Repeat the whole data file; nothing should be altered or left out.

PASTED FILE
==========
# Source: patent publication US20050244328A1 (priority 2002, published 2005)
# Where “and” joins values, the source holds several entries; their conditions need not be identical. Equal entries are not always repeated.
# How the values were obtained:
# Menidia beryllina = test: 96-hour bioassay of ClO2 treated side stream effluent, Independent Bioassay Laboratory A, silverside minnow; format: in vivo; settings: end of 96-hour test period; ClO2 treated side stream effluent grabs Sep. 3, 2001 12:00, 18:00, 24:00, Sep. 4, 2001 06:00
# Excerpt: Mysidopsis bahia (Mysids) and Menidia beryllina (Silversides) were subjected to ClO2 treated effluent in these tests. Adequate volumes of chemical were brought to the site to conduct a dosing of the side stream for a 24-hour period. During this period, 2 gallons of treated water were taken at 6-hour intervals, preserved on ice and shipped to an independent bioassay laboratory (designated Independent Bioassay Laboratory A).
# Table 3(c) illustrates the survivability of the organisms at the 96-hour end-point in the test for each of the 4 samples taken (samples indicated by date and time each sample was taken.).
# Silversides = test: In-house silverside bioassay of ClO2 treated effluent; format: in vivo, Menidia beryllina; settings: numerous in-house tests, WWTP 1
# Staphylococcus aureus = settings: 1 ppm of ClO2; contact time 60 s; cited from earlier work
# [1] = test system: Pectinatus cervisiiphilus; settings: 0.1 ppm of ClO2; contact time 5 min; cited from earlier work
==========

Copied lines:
# Source: patent publication US20050244328A1 (priority 2002, published 2005)
# Where “and” joins values, the source holds several entries; their conditions need not be identical. Equal entries are not always repeated.
# How the values were obtained:
# Menidia beryllina = test: 96-hour bioassay of ClO2 treated side stream effluent, Independent Bioassay Laboratory A, silverside minnow; format: in vivo; settings: end of 96-hour test period; ClO2 treated side stream effluent grabs Sep. 3, 2001 12:00, 18:00, 24:00, Sep. 4, 2001 06:00
# Excerpt: Mysidopsis bahia (Mysids) and Menidia beryllina (Silversides) were subjected to ClO2 treated effluent in these tests. Adequate volumes of chemical were brought to the site to conduct a dosing of the side stream for a 24-hour period. During this period, 2 gallons of treated water were taken at 6-hour intervals, preserved on ice and shipped to an independent bioassay laboratory (designated Independent Bioassay Laboratory A).
# Table 3(c) illustrates the survivability of the organisms at the 96-hour end-point in the test for each of the 4 samples taken (samples indicated by date and time each sample was taken.).
# Silversides = test: In-house silverside bioassay of ClO2 treated effluent; format: in vivo, Menidia beryllina; settings: numerous in-house tests, WWTP 1
# Staphylococcus aureus = settings: 1 ppm of ClO2; contact time 60 s; cited from earlier work
# [1] = test system: Pectinatus cervisiiphilus; settings: 0.1 ppm of ClO2; contact time 5 min; cited from earlier work